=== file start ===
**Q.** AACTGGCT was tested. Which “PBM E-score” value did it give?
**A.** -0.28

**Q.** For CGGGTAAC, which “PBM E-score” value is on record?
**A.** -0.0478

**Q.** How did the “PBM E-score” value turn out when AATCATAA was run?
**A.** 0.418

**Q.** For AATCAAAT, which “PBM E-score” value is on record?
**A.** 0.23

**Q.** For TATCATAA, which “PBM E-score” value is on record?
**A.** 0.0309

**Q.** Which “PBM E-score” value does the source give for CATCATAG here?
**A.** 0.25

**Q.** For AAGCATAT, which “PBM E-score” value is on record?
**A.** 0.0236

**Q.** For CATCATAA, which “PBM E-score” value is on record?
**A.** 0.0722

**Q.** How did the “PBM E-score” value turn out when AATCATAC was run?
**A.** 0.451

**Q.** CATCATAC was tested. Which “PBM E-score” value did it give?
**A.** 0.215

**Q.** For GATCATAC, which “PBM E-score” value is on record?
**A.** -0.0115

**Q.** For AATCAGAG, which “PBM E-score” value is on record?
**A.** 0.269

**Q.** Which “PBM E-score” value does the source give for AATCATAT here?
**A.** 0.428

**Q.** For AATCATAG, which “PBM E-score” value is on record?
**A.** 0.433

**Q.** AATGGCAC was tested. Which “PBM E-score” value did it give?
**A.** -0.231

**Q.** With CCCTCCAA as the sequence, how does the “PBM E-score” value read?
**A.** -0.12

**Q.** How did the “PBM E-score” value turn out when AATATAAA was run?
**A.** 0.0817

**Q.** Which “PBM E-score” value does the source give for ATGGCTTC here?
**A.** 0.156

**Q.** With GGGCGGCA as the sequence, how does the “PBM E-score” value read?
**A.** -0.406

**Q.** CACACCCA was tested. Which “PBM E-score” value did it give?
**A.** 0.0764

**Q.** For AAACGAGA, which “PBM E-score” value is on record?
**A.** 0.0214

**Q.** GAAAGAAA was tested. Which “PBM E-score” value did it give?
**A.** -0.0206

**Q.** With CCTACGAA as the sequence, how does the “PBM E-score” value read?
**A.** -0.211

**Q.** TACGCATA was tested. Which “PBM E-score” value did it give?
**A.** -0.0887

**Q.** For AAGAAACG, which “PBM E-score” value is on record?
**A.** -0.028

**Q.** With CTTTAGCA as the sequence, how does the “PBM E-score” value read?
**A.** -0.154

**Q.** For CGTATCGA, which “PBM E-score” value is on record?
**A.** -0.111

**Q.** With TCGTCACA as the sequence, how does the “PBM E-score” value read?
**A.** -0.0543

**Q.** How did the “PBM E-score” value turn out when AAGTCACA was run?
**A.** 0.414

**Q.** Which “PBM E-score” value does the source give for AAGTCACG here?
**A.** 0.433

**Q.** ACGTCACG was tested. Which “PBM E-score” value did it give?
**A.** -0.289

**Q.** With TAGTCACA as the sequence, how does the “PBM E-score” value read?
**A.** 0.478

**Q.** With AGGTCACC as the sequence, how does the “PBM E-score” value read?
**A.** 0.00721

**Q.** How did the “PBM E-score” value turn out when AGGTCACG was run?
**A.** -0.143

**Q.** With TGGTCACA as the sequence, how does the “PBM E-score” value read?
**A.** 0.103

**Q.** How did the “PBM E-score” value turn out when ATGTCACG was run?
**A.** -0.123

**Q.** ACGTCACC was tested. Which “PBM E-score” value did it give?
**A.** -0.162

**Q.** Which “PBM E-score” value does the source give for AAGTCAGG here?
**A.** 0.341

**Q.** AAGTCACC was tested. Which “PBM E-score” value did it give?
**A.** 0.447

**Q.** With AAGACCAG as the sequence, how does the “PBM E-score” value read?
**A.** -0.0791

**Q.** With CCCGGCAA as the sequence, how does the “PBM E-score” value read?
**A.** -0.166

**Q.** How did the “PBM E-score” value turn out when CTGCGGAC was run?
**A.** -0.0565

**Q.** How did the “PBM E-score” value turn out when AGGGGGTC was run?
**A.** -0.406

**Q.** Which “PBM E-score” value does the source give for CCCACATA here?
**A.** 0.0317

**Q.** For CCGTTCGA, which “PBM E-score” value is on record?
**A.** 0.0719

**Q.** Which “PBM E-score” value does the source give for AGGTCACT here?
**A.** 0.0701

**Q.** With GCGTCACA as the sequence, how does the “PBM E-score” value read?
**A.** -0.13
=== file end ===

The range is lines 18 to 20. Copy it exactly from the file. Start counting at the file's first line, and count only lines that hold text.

**A.** 0.451

**Q.** CATCATAC was tested. Which “PBM E-score” value did it give?
**A.** 0.215